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White House Wants New Copyright Law Crackdown 652

Posted by CmdrTaco
from the oh-that'll-work-out-fine dept.
An anonymous reader writes "The White House is concerned that 'illegal streaming of content' may not be covered by criminal law, saying 'questions have arisen about whether streaming constitutes the distribution of copyrighted works.' To resolve that ambiguity, it wants a new law to 'clarify that infringement by streaming, or by means of other similar new technology, is a felony in appropriate circumstances'""
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White House Wants New Copyright Law Crackdown

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  • by Anonymous Coward on Wednesday March 16, 2011 @10:07AM (#35504078)

    Copyright infringement is supposed to be CIVIL LAW, not CRIMINAL LAW.

    If the USA is to continue this trend of criminalizing everything under the sun, then perhaps the next thing we need to criminalize is when elected and appointed government officials violate the US Constitution. Let's make that a felony.

  • Scarier is wiretap (Score:5, Informative)

    by redelm (54142) on Wednesday March 16, 2011 @10:10AM (#35504110) Homepage
    "Streaming" is mostly a clarification of law, much more threatening is the authorization of wiretap, perviously allowed only in "serious" cases and terrorism.
  • by elrous0 (869638) * on Wednesday March 16, 2011 @10:27AM (#35504356)

    Don't blame me, I voted for Kodos.

  • by sjames (1099) on Wednesday March 16, 2011 @10:42AM (#35504554) Homepage

    Yes, it's also interested in a continued war on some drugs, keeping people from receiving affordable medication from Canada, holding people illegally in Cuba, and molesting children in the airport.

  • by characterZer0 (138196) on Wednesday March 16, 2011 @10:45AM (#35504600)

    He did an about face on telecom immunity before the election. If you thought he would listen to the people, you either were not paying attention or are stupid.

  • Re:Warez (Score:2, Informative)

    by bigstrat2003 (1058574) on Wednesday March 16, 2011 @10:47AM (#35504636)
    Wow, way to set up a strawman there. The water seller doesn't have the right to have anyone do anything about water that it isn't providing. That is nothing like copyright, which is a mechanism for enabling the creator to say what people can do with his or her own work.
  • by Oxford_Comma_Lover (1679530) on Wednesday March 16, 2011 @11:12AM (#35504960)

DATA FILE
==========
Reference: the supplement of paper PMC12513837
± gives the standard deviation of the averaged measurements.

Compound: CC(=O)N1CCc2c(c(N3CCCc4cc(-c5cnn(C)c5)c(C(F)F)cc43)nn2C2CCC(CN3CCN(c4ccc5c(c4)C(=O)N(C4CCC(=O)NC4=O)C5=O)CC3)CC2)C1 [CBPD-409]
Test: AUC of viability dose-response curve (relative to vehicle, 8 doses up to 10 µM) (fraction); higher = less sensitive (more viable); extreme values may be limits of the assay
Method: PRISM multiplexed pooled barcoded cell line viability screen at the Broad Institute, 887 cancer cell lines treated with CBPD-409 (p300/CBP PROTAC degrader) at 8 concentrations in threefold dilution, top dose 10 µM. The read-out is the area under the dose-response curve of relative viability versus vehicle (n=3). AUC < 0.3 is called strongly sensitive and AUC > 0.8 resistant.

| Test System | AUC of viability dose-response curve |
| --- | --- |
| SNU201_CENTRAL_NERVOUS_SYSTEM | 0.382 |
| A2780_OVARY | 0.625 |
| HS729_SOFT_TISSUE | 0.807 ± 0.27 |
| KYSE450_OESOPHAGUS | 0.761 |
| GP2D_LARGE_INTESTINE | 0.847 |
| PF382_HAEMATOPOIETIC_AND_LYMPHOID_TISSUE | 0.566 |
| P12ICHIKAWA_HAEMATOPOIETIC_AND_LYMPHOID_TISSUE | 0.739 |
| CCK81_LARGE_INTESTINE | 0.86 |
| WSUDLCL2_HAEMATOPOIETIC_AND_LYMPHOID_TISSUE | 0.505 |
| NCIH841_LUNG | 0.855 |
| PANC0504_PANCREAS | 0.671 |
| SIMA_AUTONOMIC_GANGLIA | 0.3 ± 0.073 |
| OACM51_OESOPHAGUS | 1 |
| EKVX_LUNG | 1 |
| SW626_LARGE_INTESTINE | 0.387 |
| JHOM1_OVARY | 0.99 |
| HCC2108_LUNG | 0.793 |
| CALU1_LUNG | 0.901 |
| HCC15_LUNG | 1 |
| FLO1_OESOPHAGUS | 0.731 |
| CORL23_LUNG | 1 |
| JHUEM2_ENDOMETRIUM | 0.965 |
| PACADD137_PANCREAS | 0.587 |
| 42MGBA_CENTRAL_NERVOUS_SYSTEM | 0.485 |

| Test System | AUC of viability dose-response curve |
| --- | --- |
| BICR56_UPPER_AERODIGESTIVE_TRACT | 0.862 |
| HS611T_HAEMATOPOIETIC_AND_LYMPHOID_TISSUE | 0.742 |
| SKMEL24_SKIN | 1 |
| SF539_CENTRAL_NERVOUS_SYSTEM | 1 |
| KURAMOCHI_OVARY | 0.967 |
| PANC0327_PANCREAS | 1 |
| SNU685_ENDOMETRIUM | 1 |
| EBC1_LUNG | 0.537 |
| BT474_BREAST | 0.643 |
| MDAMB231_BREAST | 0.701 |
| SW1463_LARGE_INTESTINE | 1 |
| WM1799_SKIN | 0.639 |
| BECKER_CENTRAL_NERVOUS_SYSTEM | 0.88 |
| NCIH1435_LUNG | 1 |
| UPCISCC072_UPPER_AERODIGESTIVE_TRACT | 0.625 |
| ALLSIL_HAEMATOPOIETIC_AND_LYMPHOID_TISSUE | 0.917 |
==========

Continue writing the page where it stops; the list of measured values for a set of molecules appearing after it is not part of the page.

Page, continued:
> Why? If people create content regardless of copyright infringement, which is the purpose of copyright, I fail to see why it's a major problem that needs to be handled.

    Because the United States creates a great deal of IP, as do many countries. The people pirating are not only the people who would not pay for it--so market size decreases, GDP decreases, and trade imbalances increase. The biggest long-term threat to the United States, after Global Warming and possibly after spiraling healthcare and higher education costs, is the trade imbalance. We send more and more money outside the country to buy things. A bigger economy means more money for the few people at the top, but MOST of America is NOT at the top, and sending money out means that capital leaves and goes to buy things, putting other people at the top, leaving us in a worse and worse position (except for a very few) as the gini coefficient increases.

    That being said, making copyright law on that basis is arguably unconstitutional. The only reason Congress is empowered to make copyright law is to promote the development of copyrightable works. (The terminology is actually "science and the useful arts, IIRC, but as it was understood two hundred years ago). They also have the power to regulate commerce between the states and with foreign nations, but making copyright law under the Commerce Clause is reading the IP clause entirely out of the Constitution, which should not be legitimate under any reasonable principles of interpretation. But most if not all courts would probably accept it anyway.

  • by PMuse (320639) on Wednesday March 16, 2011 @11:42AM (#35505348)

    If all this paper did was suggest categorizing streaming as distribution rather than performance, that would be small potatoes. It also recommends:

    1. using government wiretapping muscle and $$ to discover infringers
    2. using government $$ to perform rights-holders' pre-suit investigations for them
    3. ratcheting up sentencing for anyone previously convicted of any IP offense
    4. ratcheting up sentencing for anyone involved in an organization of infringers

    The article focuses on streaming, but the real meat here is in the use of government funds and police powers for the private benefit of rights-holders.

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